On the Home Front

Congressman David N. Cicilline, who successfully led the effort in the House to increase funding for Alzheimer’s research by more than 50% last year, sees a need for increased funding a necessity in the Fiscal Year 2017. “Alzheimer’s disease afflicts 22,000 Rhode Islanders and their families each year,” the Democratic congressman representing Congressional District 1.

With Congress poised to begin hammering out next year’s federal budget, Cicilline plans to continue his efforts in the House to fight for an increase federal funding for a treatment and a cure of the devastating disorder.  He urges for Alzheimer’s disease research remain a major funding priority for policymakers at every level of government.

Senator Jack Reed, serving as a member of the Labor-HHS Appropriations Subcommittee, says, “Last year, we successfully included a $350 million boost in new spending for Alzheimer’s research, a 60% increase over the previous year.  Looking ahead to the coming fiscal year, we still have our work cut out for us in this challenging budgetary climate, but I am pushing to secure additional resources to help prevent, treat, and cure Alzheimer’s, as well as for education and outreach.”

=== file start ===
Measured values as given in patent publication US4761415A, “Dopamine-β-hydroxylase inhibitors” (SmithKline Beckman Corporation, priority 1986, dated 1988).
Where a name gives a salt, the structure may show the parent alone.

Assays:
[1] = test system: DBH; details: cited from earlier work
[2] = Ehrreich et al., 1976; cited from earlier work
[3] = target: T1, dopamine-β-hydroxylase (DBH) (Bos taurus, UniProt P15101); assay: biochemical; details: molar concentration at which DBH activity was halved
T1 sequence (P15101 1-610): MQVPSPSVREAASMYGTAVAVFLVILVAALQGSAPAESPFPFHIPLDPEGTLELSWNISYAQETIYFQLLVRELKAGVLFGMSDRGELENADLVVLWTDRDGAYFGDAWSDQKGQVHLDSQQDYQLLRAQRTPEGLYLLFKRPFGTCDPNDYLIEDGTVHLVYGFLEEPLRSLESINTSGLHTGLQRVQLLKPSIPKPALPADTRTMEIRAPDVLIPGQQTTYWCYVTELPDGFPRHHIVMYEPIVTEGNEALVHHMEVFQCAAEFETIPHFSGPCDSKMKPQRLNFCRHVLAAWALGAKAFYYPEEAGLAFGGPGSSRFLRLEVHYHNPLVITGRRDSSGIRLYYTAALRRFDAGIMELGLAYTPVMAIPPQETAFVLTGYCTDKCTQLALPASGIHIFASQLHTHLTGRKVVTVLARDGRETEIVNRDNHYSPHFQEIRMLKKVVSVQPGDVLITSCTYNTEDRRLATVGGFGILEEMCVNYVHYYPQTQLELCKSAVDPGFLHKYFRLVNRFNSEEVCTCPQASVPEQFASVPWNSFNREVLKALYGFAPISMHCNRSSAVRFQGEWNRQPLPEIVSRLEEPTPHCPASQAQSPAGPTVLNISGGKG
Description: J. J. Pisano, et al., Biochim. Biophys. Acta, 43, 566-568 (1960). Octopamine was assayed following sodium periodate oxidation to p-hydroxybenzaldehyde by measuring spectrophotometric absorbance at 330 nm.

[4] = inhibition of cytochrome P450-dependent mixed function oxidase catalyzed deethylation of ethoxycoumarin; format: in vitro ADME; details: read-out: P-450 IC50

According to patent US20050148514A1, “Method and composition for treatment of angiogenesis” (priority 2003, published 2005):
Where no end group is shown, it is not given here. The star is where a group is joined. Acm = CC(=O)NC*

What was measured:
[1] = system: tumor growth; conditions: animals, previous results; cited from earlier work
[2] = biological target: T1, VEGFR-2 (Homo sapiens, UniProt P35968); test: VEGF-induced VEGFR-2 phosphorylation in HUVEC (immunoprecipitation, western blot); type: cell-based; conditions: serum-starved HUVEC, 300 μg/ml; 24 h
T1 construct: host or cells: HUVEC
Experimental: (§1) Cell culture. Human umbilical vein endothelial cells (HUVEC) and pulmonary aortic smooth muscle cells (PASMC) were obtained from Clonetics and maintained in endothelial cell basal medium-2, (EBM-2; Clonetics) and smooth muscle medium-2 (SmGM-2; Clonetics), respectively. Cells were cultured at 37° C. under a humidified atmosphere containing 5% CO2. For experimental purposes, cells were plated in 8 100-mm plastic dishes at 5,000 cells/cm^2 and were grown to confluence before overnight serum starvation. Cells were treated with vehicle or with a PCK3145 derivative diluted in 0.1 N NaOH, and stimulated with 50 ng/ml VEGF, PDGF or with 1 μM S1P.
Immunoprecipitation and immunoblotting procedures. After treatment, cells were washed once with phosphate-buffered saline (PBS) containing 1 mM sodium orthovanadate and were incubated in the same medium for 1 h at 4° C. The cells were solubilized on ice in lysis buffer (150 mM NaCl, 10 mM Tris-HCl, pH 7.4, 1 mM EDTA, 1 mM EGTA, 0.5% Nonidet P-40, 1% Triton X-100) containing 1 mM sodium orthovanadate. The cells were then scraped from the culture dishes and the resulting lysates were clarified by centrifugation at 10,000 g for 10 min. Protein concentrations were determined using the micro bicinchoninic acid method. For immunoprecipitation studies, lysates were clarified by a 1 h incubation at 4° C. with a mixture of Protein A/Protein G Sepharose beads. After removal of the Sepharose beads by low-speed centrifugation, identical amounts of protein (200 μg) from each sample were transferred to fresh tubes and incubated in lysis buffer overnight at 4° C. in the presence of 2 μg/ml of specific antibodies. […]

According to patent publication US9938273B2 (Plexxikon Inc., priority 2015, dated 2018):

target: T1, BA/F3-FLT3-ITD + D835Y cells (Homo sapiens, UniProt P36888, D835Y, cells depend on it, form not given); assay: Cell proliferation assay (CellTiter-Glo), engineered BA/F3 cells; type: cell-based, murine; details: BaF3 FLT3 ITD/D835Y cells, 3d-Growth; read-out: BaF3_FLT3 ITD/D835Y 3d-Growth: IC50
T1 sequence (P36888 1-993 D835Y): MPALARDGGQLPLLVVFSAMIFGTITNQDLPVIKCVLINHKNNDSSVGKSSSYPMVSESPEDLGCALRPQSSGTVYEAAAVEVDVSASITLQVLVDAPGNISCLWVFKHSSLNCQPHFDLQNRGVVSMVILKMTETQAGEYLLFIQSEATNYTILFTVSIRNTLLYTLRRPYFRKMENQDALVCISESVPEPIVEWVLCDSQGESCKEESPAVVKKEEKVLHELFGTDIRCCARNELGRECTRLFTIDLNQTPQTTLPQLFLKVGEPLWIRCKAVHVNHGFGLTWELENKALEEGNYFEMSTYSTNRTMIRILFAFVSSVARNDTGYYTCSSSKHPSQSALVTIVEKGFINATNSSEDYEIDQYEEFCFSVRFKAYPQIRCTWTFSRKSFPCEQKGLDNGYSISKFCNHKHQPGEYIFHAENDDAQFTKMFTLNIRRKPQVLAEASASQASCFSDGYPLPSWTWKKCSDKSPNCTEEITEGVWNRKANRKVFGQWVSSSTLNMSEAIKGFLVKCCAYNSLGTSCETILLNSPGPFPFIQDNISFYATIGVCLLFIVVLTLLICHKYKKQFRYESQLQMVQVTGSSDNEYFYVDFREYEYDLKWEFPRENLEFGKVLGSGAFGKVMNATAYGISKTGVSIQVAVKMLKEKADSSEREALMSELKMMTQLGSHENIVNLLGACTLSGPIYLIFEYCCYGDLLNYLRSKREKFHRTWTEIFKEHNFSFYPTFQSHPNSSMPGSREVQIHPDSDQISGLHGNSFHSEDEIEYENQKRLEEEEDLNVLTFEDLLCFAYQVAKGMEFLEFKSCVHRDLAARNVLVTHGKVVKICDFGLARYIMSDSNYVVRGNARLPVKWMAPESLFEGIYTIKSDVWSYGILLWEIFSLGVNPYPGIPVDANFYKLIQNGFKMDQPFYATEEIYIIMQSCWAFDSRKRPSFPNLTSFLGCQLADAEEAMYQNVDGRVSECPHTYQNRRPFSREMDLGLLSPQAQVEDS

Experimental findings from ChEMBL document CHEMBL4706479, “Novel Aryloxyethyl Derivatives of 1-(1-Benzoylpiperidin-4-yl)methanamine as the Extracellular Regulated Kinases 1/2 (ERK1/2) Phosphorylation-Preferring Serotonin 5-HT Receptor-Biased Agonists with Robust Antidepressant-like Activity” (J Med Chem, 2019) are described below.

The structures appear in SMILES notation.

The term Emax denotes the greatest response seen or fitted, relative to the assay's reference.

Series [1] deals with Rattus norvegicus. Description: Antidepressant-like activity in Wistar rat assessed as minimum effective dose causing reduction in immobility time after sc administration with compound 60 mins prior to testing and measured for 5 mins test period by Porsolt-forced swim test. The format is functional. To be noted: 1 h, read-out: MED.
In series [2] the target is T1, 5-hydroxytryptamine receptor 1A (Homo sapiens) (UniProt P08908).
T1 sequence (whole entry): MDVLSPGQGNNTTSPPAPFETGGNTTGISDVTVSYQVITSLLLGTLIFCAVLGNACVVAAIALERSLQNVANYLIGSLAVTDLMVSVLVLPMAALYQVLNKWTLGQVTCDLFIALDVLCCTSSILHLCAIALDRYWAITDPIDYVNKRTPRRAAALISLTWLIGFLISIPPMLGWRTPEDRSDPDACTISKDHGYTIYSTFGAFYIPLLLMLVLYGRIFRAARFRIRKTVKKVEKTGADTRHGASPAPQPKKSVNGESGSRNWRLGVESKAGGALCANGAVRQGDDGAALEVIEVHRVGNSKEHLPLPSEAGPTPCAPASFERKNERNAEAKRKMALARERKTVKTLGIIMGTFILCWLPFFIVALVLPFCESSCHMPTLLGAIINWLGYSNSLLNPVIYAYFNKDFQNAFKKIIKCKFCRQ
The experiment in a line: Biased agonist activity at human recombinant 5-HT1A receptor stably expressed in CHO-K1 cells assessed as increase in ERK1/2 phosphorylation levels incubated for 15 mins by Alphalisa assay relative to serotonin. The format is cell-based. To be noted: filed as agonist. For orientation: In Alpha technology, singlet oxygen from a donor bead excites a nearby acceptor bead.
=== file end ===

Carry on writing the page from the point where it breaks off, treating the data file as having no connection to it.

“More and more Americans are being impacted by Alzheimer’s disease and we need a serious national commitment to finding cures and treatments.  That means making strategic investments now that will help save lives and future dollars in the long-term,” notes the Senator.

A Call for Action